management on 8(a) program participant business plans, in accordance with 13 CFR
124.112(f) and section 7(j)(10)(A) of the Small Business Act.

3. Establish outcome-based performance goals and measurements to assess whether the
program achieved business development objectives, including the number of graduated
8(a) firms in accordance with the measure of success in section 101(b)(2) of the Business
Opportunity Development Reform Act of 1988.

4. Implement a process that uses outcome-based performance goals for regular data-driven
reviews and align program leaders’ personal performance plans with the goals so program
office leaders are held accountable for improving program data quality, identifying effective
practices, and validating promising initiatives, that aligns with OMB Circular A-11 Part 6 –
The Federal Performance Framework for Improving Program and Service Delivery

5. Implement a process to ensure the systematic collection of accurate and complete data on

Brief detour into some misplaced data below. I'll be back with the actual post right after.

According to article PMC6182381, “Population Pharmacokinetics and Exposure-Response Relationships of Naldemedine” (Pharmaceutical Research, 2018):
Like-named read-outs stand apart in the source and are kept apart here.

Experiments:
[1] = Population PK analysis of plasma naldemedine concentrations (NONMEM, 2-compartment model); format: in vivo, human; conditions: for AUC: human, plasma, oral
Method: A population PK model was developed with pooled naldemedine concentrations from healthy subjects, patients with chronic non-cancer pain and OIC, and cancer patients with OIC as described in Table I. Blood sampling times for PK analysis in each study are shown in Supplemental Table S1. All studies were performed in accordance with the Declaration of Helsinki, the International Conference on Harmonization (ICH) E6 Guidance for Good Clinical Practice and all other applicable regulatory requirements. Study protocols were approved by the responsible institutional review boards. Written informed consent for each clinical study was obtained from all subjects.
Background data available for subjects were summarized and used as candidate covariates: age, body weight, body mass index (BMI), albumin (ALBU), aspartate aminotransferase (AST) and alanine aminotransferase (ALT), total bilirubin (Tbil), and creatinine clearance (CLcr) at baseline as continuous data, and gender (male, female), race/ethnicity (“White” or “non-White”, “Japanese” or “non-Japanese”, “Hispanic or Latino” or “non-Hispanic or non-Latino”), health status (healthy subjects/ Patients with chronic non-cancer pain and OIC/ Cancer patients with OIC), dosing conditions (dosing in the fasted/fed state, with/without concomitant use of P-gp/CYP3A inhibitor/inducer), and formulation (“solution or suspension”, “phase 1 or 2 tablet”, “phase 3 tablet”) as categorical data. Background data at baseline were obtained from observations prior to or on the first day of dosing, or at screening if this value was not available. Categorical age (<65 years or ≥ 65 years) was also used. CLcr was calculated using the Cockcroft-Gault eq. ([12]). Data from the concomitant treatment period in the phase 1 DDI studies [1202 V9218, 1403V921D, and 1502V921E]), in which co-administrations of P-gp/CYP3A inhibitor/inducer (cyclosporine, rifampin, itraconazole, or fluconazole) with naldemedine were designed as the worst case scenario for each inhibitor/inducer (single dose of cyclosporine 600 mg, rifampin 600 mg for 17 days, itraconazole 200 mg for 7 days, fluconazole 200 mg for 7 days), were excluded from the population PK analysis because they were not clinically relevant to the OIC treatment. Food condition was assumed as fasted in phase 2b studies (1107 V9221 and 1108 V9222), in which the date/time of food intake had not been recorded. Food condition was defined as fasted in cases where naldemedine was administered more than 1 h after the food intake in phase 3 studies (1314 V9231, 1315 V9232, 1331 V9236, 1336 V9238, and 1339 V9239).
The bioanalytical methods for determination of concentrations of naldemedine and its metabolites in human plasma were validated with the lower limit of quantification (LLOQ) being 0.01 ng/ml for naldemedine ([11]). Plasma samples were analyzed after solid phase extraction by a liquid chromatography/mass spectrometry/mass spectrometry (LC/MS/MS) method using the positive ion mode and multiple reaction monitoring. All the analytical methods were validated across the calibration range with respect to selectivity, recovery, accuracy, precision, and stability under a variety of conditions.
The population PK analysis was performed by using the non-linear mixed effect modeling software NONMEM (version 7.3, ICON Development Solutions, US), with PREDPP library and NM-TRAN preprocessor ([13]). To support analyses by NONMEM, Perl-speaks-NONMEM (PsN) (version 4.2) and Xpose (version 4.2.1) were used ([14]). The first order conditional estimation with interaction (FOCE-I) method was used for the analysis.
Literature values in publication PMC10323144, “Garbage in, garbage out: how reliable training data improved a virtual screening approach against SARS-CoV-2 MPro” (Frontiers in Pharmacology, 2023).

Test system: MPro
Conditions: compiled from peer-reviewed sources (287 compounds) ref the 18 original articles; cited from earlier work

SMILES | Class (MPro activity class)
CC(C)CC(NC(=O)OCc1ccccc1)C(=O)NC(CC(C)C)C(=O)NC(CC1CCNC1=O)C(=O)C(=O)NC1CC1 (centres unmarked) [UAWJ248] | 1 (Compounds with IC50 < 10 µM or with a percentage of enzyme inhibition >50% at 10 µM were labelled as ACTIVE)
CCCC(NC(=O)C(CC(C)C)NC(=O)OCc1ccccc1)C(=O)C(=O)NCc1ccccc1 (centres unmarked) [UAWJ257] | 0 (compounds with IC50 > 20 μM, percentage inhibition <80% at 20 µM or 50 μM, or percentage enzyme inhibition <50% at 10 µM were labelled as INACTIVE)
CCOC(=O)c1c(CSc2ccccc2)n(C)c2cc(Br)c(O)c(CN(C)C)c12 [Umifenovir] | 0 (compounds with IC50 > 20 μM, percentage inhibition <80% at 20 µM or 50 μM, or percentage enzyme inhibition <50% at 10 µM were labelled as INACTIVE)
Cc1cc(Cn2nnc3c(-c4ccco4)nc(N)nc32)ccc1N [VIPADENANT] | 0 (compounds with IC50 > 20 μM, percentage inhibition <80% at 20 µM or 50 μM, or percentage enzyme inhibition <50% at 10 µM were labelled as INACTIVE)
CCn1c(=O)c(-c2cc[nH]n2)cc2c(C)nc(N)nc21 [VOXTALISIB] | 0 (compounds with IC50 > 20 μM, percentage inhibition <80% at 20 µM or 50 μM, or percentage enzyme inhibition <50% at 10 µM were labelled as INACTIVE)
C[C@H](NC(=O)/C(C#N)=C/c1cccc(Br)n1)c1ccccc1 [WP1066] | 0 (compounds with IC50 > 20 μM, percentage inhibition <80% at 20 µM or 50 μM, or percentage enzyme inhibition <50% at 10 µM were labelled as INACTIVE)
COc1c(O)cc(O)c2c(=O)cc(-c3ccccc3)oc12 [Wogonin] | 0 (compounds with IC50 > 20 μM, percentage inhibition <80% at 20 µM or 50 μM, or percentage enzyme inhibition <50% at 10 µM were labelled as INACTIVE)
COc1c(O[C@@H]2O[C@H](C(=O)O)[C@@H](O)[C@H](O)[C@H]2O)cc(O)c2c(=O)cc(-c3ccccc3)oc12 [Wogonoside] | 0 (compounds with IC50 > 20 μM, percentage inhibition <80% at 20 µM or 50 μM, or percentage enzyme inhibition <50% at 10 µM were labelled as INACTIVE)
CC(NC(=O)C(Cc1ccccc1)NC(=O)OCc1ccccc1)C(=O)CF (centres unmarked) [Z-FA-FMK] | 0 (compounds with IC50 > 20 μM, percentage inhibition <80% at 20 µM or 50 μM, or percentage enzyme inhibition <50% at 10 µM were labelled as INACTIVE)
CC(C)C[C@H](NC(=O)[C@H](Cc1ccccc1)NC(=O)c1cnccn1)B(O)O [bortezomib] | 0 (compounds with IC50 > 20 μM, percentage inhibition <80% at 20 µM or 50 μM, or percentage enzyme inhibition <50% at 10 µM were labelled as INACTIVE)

program results and operations to make sure all program reporting requirements are met,
in accordance with section 7(j)(16)(A) of the Small Business Act and Standards for Internal
Control in the Federal Government Principles for Information and Communication.

6. Implement requirements for management to monitor that Business Opportunity Specialists consistently assess program participant’s development needs, counsel participants, conduct annual field visits, and maintain required documentation, as required by standard operating

Of note is the need for BOS to “counsel participants” regarding business development issues. In our experience, we’ve heard of a wide range of levels of interaction and counseling between various BOS offices and it could be good for this to be more standard among different regions.

Next, the OIG also recommended that the Administrator direct the Associate Administrator of the Office of Field Operations, in collaboration with the Associate Administrator of the Office of Government Contracting and Business Development, to carry out the final two recommendations, which follow:

7. Ensure all employees performing Business Opportunity Specialist duties maintain a current
Federal Acquisition Certification in Contracting Level 1 Certification within a year of